Kay says vaccinations are a good example of that.
The American Animal Hospital Association (AAHA) revamped its list of recommended vaccinations, and the intervals at which they should be administered, 11 years ago. But, Kay notes, some vets still routinely over vaccinate based on the old recommendations. Many a client, after receiving a cute reminder postcard in the mail, still brings his or her dog in annually for distemper and parvovirus vaccinations, even though the AAHA now recommends those vaccinations be given at three-year intervals.
The AAHA also now recommends that vaccinations for parainf luenza virus, bordetella and leptospirosis be administered only after looking at an individual dog’s risk of exposure. But some vets—either not up on the changes or not wanting to pass up potential profits—tend to take a more blanket approach to vaccines.
“Some vets either don’t know better or they want the money,” Kay says. “They over-vaccinate to subsidize their other services, disregarding the potential risks to the animals, and people are catching on to that.”
As they do, suspicion can spread and public faith can erode, just as it can in any occupation. A few bad apples, uninformed apples, careless apples or greedy apples, can—especially in the Internet age—taint how the public sees the whole barrel.
So how do you find Dr. Right— that vet who’s the perfect combination of compassion and clear-headedness; one who, when it comes to finding answers, isn’t wholly holistic or wholly high-tech; one who exhibits not simply heart, and not simply brains, but that much-desired combination of the two?
Two things to keep in mind: First, one pet owner’s Dr. Right may not be every pet owner’s Dr. Right. Second, you might have to go through a few Dr. Not-Quite-Rights along the way.
Let your own head, and your own heart, be your guide.
Do some research. Get input from friends. Get input from strangers. Pick the brains of your fellow dog-park denizens. Ask people not just if they like their vet, but why they like their vet. Volunteer at your local humane society, and see whom they trust and turn to. Check into complaints filed with state veterinary boards or Better Business Bureaus. Go online and read customer reviews, but take them, like everything else on the Internet, with a grain of salt. Visit and interview vets. Chat up the support staff. Bring a notepad. Ask vets where they got their training. Do they have a dog? Do they do any pro bono work, such as helping homeless dogs in the community? Are they, when it comes to technology, up on the latest or living in the past? See if you feel a connection, and—as perhaps you might do with a potential suitor—let your dog give them a sniff and offer an opinion.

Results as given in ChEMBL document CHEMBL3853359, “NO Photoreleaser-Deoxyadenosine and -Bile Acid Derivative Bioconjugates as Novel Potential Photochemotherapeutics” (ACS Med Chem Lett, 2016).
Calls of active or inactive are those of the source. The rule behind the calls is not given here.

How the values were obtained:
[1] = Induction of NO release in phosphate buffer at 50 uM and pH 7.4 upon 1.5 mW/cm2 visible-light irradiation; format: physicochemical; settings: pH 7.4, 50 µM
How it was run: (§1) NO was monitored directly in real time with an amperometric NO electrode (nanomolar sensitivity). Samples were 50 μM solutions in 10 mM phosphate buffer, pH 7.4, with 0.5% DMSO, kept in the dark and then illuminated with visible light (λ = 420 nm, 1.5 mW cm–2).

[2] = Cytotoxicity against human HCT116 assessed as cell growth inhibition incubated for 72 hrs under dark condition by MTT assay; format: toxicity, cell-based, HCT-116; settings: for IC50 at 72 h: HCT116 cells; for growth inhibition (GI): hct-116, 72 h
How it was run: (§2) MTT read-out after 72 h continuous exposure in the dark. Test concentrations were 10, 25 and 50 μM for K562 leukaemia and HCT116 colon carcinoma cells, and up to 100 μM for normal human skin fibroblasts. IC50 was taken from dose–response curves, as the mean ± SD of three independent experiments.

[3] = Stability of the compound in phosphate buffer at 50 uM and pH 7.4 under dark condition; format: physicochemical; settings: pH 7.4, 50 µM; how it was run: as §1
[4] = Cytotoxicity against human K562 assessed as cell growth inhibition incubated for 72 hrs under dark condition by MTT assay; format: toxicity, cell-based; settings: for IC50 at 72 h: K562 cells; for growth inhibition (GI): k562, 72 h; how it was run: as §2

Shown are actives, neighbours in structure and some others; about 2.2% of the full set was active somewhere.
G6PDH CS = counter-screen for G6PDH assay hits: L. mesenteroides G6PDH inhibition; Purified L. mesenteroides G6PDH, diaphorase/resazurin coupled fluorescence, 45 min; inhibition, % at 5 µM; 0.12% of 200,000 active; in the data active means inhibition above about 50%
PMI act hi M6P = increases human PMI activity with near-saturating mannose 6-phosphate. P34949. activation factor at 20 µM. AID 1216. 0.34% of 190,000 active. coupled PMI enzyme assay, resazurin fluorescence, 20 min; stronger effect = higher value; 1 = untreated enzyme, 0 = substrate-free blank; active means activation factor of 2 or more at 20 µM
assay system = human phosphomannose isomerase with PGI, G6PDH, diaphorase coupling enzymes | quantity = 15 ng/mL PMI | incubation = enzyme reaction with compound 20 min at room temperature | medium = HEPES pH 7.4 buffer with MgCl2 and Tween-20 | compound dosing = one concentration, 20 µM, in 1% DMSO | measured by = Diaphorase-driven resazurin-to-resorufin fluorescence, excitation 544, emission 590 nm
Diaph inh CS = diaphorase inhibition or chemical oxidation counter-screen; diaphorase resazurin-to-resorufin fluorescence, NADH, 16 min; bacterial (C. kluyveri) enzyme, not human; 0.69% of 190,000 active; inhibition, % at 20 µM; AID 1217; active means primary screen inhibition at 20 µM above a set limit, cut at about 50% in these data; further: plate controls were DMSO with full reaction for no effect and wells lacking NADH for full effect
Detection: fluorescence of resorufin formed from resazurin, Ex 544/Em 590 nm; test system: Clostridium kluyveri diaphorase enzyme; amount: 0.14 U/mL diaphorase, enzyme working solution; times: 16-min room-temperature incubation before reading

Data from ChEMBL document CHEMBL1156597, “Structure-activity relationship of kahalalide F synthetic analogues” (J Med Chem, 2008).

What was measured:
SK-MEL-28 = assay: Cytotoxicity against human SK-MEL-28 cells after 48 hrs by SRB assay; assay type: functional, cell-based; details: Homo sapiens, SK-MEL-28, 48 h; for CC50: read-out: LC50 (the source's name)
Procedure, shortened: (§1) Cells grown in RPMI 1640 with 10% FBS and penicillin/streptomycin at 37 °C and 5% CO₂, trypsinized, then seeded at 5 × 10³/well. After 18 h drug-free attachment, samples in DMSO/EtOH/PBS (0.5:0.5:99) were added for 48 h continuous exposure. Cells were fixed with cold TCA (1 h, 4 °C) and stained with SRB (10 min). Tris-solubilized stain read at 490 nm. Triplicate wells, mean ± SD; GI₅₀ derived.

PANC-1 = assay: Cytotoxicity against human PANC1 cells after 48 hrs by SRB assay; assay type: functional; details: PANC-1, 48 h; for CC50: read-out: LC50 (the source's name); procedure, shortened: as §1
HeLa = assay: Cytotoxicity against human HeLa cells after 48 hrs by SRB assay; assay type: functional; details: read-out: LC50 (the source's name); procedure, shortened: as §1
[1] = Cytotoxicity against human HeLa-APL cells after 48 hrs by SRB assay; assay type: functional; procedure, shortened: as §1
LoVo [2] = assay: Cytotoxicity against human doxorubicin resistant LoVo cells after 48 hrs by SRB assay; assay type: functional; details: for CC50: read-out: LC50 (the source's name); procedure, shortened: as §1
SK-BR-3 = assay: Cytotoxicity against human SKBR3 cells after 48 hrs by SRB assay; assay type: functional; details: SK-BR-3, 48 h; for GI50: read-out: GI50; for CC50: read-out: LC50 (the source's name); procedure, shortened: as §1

Some vets might be smooth talkers who say all the right things but fail to make a connection with your dog. Other vets might have a near-magical ability to empathize with your dog, but no people skills at all.
One paradox of veterinary medicine is that many of those who go into it do so because they prefer dealing with animals to dealing with people. They find out pretty quickly—year one in most veterinary schools—that it’s not going to work that way. While they examine animals, they have to communicate with humans—often, anguished, demanding or sobbing ones.
“What all vets have in common is we love animals, but the majority of our time is spent dealing with their humans,” says Kay, who spent 32 years in private practice. Some veterinarians are better at that than others.
As with medical doctors, veterinarians generally adopt one of two styles of communication. In the paternalistic model, the doctor is clearly in charge, does most of the talking and, generally, keeps some emotional distance. Under what’s called the relationship-centered model, the vet looks at the bigger picture— the dog and the dog owner, and the bond between them. Clients are encouraged to share facts, express opinions and help decide on a course of action.